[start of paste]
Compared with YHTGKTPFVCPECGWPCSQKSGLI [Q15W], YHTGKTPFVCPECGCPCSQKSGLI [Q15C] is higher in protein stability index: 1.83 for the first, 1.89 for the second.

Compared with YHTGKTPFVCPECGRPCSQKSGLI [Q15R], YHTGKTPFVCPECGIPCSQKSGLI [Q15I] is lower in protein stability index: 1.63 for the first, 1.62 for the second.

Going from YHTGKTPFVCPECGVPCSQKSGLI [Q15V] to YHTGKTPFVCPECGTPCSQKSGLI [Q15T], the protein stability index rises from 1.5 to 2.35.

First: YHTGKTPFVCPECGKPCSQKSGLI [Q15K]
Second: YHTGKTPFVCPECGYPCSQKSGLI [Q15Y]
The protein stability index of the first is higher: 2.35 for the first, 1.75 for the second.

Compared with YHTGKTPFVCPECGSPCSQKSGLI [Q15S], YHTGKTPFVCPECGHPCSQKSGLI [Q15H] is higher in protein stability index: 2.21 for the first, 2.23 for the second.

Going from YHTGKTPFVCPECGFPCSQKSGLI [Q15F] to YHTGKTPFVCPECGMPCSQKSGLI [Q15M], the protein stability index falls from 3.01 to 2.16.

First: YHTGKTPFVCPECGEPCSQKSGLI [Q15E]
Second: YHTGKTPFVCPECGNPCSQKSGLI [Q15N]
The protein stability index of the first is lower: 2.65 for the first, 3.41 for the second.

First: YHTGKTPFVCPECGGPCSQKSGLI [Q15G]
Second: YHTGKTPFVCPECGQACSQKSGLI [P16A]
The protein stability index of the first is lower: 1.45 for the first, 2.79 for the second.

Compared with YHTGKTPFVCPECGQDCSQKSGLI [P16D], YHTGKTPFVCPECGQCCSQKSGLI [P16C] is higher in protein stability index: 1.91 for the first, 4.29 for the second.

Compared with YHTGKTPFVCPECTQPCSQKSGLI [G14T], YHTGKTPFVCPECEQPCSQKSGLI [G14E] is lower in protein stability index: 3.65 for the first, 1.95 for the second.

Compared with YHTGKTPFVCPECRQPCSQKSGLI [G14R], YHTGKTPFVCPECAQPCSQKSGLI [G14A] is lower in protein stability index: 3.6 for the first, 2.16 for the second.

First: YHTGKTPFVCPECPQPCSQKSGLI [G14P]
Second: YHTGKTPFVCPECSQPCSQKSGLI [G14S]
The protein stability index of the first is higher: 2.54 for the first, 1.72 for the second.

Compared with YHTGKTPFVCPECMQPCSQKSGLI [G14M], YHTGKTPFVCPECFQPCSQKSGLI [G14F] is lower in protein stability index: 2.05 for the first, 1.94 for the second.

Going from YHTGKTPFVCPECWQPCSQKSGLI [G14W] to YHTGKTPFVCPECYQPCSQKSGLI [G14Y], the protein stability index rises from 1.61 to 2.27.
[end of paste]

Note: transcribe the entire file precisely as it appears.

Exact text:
Compared with YHTGKTPFVCPECGWPCSQKSGLI [Q15W], YHTGKTPFVCPECGCPCSQKSGLI [Q15C] is higher in protein stability index: 1.83 for the first, 1.89 for the second.

Compared with YHTGKTPFVCPECGRPCSQKSGLI [Q15R], YHTGKTPFVCPECGIPCSQKSGLI [Q15I] is lower in protein stability index: 1.63 for the first, 1.62 for the second.

Going from YHTGKTPFVCPECGVPCSQKSGLI [Q15V] to YHTGKTPFVCPECGTPCSQKSGLI [Q15T], the protein stability index rises from 1.5 to 2.35.

First: YHTGKTPFVCPECGKPCSQKSGLI [Q15K]
Second: YHTGKTPFVCPECGYPCSQKSGLI [Q15Y]
The protein stability index of the first is higher: 2.35 for the first, 1.75 for the second.

Compared with YHTGKTPFVCPECGSPCSQKSGLI [Q15S], YHTGKTPFVCPECGHPCSQKSGLI [Q15H] is higher in protein stability index: 2.21 for the first, 2.23 for the second.

Going from YHTGKTPFVCPECGFPCSQKSGLI [Q15F] to YHTGKTPFVCPECGMPCSQKSGLI [Q15M], the protein stability index falls from 3.01 to 2.16.

First: YHTGKTPFVCPECGEPCSQKSGLI [Q15E]
Second: YHTGKTPFVCPECGNPCSQKSGLI [Q15N]
The protein stability index of the first is lower: 2.65 for the first, 3.41 for the second.

First: YHTGKTPFVCPECGGPCSQKSGLI [Q15G]
Second: YHTGKTPFVCPECGQACSQKSGLI [P16A]
The protein stability index of the first is lower: 1.45 for the first, 2.79 for the second.

Compared with YHTGKTPFVCPECGQDCSQKSGLI [P16D], YHTGKTPFVCPECGQCCSQKSGLI [P16C] is higher in protein stability index: 1.91 for the first, 4.29 for the second.

Compared with YHTGKTPFVCPECTQPCSQKSGLI [G14T], YHTGKTPFVCPECEQPCSQKSGLI [G14E] is lower in protein stability index: 3.65 for the first, 1.95 for the second.

Compared with YHTGKTPFVCPECRQPCSQKSGLI [G14R], YHTGKTPFVCPECAQPCSQKSGLI [G14A] is lower in protein stability index: 3.6 for the first, 2.16 for the second.

First: YHTGKTPFVCPECPQPCSQKSGLI [G14P]
Second: YHTGKTPFVCPECSQPCSQKSGLI [G14S]
The protein stability index of the first is higher: 2.54 for the first, 1.72 for the second.

Compared with YHTGKTPFVCPECMQPCSQKSGLI [G14M], YHTGKTPFVCPECFQPCSQKSGLI [G14F] is lower in protein stability index: 2.05 for the first, 1.94 for the second.

Going from YHTGKTPFVCPECWQPCSQKSGLI [G14W] to YHTGKTPFVCPECYQPCSQKSGLI [G14Y], the protein stability index rises from 1.61 to 2.27.